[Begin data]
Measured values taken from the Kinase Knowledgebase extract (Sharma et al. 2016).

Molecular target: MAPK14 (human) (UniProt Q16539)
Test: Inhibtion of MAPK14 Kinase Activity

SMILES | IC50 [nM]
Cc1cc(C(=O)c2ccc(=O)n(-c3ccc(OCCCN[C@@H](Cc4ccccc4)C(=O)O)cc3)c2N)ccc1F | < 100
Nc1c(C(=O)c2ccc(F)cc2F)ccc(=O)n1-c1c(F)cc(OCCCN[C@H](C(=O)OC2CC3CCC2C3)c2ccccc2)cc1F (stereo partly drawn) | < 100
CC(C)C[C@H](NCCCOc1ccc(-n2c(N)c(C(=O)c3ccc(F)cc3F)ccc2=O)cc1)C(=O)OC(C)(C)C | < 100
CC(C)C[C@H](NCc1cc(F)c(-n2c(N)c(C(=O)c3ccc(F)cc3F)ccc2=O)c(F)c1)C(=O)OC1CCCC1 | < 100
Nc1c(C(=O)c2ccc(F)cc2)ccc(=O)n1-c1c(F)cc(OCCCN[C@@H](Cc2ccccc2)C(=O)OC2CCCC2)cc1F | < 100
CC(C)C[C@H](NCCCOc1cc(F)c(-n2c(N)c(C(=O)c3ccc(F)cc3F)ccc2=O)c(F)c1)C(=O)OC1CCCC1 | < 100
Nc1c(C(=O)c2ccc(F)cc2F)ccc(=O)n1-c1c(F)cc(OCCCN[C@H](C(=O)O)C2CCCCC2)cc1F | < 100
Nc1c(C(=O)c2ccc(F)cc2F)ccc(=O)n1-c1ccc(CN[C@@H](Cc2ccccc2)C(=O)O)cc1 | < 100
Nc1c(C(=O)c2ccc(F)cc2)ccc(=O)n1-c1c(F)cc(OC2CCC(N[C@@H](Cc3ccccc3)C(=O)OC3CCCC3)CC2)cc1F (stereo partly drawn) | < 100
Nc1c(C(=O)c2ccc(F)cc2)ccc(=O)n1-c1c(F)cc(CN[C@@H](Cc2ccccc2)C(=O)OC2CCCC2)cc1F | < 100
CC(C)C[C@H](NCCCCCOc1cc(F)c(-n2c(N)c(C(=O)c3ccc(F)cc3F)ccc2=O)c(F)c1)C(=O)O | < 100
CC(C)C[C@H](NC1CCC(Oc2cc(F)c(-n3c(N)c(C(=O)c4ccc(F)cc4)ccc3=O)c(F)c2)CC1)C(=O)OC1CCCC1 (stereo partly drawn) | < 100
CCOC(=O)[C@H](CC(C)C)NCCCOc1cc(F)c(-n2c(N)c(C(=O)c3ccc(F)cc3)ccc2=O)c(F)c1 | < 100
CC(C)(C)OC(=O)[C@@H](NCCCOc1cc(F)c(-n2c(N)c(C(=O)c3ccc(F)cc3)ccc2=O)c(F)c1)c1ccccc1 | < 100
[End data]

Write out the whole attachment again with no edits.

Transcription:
Measured values taken from the Kinase Knowledgebase extract (Sharma et al. 2016).

Molecular target: MAPK14 (human) (UniProt Q16539)
Test: Inhibtion of MAPK14 Kinase Activity

SMILES | IC50 [nM]
Cc1cc(C(=O)c2ccc(=O)n(-c3ccc(OCCCN[C@@H](Cc4ccccc4)C(=O)O)cc3)c2N)ccc1F | < 100
Nc1c(C(=O)c2ccc(F)cc2F)ccc(=O)n1-c1c(F)cc(OCCCN[C@H](C(=O)OC2CC3CCC2C3)c2ccccc2)cc1F (stereo partly drawn) | < 100
CC(C)C[C@H](NCCCOc1ccc(-n2c(N)c(C(=O)c3ccc(F)cc3F)ccc2=O)cc1)C(=O)OC(C)(C)C | < 100
CC(C)C[C@H](NCc1cc(F)c(-n2c(N)c(C(=O)c3ccc(F)cc3F)ccc2=O)c(F)c1)C(=O)OC1CCCC1 | < 100
Nc1c(C(=O)c2ccc(F)cc2)ccc(=O)n1-c1c(F)cc(OCCCN[C@@H](Cc2ccccc2)C(=O)OC2CCCC2)cc1F | < 100
CC(C)C[C@H](NCCCOc1cc(F)c(-n2c(N)c(C(=O)c3ccc(F)cc3F)ccc2=O)c(F)c1)C(=O)OC1CCCC1 | < 100
Nc1c(C(=O)c2ccc(F)cc2F)ccc(=O)n1-c1c(F)cc(OCCCN[C@H](C(=O)O)C2CCCCC2)cc1F | < 100
Nc1c(C(=O)c2ccc(F)cc2F)ccc(=O)n1-c1ccc(CN[C@@H](Cc2ccccc2)C(=O)O)cc1 | < 100
Nc1c(C(=O)c2ccc(F)cc2)ccc(=O)n1-c1c(F)cc(OC2CCC(N[C@@H](Cc3ccccc3)C(=O)OC3CCCC3)CC2)cc1F (stereo partly drawn) | < 100
Nc1c(C(=O)c2ccc(F)cc2)ccc(=O)n1-c1c(F)cc(CN[C@@H](Cc2ccccc2)C(=O)OC2CCCC2)cc1F | < 100
CC(C)C[C@H](NCCCCCOc1cc(F)c(-n2c(N)c(C(=O)c3ccc(F)cc3F)ccc2=O)c(F)c1)C(=O)O | < 100
CC(C)C[C@H](NC1CCC(Oc2cc(F)c(-n3c(N)c(C(=O)c4ccc(F)cc4)ccc3=O)c(F)c2)CC1)C(=O)OC1CCCC1 (stereo partly drawn) | < 100
CCOC(=O)[C@H](CC(C)C)NCCCOc1cc(F)c(-n2c(N)c(C(=O)c3ccc(F)cc3)ccc2=O)c(F)c1 | < 100
CC(C)(C)OC(=O)[C@@H](NCCCOc1cc(F)c(-n2c(N)c(C(=O)c3ccc(F)cc3)ccc2=O)c(F)c1)c1ccccc1 | < 100